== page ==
The dispute over allegations of fraud at the Kwantlen Student Association took a nasty turn when a staff person got a death threat in the mail.
Desmond Rodenbour, KSA general manager, received the typed note at his home address on Friday. It warns that if Rodenbour doesn’t “take a stip back [sic]” that “police well find another foot from Fraser river [sic],” the note reads. The note gives a deadline of ten days, presumably for Rodenbour to stop a lawsuit launched by the student association against four former executives.
The KSA commenced a lawsuit last month against Takhar and four of his former cronies. The Writ of Summons filed with the B.C. Supreme Court alleges that Aaron Singh Takhar, three other former student politicians, and AST Ventures (notice a pattern?) made $140,000 in unsupported payments and entered into $820,000 of unapproved, high risk loans between May 2005 and October 2006.
In an email, Rodenbour wrote, “My family and I are pretty scared but, of course, people of conscience can’t possibly yield to this type of intimidation.” He noted that the stopping the lawsuit is not his decision but that of the KSA.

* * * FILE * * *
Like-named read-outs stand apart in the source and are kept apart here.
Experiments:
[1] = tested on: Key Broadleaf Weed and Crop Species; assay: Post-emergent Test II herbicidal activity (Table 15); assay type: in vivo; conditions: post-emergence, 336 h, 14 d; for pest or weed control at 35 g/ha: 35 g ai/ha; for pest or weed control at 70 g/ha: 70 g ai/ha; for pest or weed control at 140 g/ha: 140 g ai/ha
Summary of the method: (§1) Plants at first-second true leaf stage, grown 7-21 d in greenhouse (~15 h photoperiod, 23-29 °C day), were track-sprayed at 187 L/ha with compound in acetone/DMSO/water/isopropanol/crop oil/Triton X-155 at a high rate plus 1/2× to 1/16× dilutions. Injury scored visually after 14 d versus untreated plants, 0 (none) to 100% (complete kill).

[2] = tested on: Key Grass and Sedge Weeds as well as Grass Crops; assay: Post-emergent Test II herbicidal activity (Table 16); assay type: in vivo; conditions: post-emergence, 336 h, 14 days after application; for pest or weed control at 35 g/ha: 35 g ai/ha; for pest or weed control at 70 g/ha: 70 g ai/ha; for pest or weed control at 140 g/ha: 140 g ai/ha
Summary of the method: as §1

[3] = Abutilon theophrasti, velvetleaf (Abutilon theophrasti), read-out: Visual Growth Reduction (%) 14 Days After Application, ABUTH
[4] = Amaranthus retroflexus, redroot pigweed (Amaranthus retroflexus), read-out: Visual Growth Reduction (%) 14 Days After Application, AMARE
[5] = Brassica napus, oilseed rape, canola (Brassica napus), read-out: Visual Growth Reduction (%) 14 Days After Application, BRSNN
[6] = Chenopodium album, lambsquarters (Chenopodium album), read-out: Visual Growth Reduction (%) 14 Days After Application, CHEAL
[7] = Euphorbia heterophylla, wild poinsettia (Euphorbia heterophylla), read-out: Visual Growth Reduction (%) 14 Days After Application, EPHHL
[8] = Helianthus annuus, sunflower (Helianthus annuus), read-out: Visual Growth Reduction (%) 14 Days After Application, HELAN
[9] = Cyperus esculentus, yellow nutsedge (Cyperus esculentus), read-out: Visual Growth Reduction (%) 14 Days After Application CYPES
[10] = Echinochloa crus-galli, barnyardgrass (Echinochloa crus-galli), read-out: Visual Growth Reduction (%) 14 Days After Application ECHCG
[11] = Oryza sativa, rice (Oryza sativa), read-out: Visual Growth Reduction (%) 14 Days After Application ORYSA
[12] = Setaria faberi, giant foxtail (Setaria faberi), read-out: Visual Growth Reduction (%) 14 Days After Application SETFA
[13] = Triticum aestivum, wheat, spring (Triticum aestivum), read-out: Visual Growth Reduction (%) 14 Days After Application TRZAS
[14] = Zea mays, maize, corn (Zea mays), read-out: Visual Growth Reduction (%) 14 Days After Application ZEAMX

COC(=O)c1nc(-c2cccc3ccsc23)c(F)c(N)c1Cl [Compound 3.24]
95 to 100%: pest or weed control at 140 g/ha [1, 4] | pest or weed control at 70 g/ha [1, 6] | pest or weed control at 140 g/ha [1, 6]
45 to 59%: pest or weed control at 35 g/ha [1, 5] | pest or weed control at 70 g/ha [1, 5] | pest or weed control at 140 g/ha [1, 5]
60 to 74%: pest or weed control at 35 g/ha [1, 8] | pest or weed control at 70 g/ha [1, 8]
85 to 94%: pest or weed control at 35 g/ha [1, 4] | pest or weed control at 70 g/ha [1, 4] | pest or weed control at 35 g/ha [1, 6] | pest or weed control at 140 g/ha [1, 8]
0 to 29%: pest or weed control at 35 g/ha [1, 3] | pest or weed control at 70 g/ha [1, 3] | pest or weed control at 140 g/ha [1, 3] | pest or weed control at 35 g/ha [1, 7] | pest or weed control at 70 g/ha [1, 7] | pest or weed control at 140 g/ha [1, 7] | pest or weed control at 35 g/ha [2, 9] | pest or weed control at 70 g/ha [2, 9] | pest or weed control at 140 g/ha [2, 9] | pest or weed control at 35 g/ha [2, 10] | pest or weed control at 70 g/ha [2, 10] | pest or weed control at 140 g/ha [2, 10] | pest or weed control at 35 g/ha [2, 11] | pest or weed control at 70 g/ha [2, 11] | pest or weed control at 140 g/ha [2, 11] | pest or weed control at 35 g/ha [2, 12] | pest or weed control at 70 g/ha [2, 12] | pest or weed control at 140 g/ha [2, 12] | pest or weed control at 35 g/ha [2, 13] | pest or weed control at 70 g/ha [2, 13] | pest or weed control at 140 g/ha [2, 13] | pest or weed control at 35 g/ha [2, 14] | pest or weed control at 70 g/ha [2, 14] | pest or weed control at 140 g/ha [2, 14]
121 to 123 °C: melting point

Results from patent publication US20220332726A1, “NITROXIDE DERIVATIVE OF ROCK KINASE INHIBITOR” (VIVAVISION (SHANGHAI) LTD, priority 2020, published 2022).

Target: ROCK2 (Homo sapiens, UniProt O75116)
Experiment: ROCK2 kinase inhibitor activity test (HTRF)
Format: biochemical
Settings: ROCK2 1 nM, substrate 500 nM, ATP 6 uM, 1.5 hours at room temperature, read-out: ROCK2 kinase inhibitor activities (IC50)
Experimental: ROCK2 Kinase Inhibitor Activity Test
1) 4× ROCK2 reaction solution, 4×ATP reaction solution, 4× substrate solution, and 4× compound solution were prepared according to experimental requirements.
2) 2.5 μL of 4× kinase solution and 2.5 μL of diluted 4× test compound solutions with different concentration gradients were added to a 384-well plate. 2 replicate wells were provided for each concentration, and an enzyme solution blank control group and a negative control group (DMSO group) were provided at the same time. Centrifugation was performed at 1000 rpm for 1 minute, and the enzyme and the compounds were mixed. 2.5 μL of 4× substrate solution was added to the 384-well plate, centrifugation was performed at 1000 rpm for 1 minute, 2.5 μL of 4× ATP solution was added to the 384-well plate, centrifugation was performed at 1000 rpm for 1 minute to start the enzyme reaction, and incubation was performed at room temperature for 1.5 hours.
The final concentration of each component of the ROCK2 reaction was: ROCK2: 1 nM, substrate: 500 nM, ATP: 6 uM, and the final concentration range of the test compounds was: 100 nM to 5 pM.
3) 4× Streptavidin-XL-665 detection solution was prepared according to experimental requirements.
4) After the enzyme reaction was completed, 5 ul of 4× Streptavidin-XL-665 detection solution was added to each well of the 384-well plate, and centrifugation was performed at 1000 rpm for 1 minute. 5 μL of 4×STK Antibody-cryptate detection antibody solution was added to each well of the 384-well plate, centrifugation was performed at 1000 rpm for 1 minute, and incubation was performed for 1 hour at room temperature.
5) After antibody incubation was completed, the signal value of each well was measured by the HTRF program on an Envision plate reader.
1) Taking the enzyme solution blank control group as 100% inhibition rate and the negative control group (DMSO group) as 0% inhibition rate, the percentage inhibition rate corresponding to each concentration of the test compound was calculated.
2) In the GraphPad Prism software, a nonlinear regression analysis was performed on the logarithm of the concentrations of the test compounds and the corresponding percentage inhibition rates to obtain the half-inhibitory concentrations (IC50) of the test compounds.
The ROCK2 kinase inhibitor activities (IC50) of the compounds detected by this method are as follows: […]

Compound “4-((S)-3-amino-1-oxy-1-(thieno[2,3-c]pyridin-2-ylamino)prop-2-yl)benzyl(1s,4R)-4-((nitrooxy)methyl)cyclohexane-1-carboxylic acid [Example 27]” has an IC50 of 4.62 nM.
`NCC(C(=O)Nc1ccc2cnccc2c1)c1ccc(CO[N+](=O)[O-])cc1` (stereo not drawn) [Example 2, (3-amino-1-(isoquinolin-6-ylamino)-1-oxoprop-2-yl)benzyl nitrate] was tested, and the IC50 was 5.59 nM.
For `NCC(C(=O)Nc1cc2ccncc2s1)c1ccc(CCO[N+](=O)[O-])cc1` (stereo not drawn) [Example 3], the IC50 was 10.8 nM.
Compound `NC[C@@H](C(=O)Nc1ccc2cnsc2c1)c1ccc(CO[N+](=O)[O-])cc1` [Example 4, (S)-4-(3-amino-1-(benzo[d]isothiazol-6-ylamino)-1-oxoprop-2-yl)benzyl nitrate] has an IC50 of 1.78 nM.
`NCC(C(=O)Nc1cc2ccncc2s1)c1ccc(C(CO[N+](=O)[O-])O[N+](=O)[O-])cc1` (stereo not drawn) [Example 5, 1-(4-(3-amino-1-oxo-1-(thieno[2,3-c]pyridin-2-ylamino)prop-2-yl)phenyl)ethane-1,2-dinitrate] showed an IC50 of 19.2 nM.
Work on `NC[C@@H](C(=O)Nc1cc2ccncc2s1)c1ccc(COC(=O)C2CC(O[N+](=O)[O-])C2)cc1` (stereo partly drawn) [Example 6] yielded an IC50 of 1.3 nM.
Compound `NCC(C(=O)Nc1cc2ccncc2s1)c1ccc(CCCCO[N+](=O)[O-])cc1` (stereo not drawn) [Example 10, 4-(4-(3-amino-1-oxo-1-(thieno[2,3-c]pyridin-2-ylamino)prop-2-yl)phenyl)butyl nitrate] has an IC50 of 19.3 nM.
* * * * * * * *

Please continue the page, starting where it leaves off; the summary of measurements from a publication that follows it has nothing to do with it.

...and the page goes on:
“This threat just clarifies how morally bankrupt and desperate the people are who were behind the original scandal, and who now – through threat and intimidation – are seeking to get themselves out of the hole they dug,” he said.
The recent lawsuit is just the latest of Takhar’s legal troubles. In May 2007, he was charged with possession for the purpose of trafficking after he and two friends traveling near Vanderhoof, B.C. in two vehicles were pulled over for a routine check. Although Takhar stopped his car, his friends’ SUV — rented in Takhar’s name, according to police, and containing 170 pot plants — fled police and plunged into the Nechako River, killing Daljit Sandhu. According to a forensic audit, Sandhu had received $8,000 in undocumented payments from the KSA. Then in February, Pritpal Singh Virk — who was the second person in the doomed SUV — died in hospital after being shot on a Vancouver street.
Maclean’s OnCampus covered the allegations of fraud here.